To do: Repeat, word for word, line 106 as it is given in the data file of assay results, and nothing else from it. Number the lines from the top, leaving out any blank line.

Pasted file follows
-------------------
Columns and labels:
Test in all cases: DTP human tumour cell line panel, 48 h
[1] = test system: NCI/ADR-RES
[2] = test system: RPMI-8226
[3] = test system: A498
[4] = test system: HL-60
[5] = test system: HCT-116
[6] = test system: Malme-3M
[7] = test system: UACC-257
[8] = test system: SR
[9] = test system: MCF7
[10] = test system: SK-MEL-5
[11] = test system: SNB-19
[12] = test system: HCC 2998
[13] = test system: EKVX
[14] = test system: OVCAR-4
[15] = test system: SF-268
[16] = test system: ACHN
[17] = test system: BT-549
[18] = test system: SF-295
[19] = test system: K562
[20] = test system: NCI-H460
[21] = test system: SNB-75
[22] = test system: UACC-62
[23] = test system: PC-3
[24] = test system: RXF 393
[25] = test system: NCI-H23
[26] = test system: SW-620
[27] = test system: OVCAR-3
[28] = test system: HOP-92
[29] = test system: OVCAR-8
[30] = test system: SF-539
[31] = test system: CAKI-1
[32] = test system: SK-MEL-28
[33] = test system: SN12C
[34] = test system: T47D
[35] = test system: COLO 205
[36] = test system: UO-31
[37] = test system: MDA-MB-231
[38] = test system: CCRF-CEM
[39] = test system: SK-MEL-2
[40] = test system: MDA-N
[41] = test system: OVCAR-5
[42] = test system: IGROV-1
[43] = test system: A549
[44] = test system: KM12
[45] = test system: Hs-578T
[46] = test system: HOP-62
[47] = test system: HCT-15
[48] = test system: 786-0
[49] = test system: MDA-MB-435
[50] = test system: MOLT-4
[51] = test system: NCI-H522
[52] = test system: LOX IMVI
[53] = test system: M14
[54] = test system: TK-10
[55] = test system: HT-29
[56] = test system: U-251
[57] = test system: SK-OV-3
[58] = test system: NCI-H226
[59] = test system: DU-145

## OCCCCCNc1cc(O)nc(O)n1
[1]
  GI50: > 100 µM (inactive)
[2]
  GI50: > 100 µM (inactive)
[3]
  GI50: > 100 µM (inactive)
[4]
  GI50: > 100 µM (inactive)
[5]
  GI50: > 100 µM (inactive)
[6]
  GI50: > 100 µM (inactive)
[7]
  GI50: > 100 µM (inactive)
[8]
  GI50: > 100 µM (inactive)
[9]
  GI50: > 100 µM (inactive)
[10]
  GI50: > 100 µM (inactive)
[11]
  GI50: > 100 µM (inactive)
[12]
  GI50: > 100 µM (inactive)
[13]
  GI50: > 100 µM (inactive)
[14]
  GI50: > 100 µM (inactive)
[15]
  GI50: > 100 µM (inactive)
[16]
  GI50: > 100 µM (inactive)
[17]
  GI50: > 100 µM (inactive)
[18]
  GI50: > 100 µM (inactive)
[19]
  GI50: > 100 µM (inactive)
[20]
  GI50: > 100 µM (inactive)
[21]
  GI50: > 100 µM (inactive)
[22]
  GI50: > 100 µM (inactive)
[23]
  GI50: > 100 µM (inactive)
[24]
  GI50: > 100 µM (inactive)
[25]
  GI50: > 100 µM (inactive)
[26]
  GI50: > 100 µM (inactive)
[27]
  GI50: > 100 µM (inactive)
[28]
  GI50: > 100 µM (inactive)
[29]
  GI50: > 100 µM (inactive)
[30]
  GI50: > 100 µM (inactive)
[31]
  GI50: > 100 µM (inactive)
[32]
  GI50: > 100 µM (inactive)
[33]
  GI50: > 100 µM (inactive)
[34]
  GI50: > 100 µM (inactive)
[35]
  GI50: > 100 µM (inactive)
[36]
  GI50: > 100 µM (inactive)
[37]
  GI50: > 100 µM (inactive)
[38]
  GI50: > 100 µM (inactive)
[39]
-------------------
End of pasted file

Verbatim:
  GI50: > 100 µM (inactive)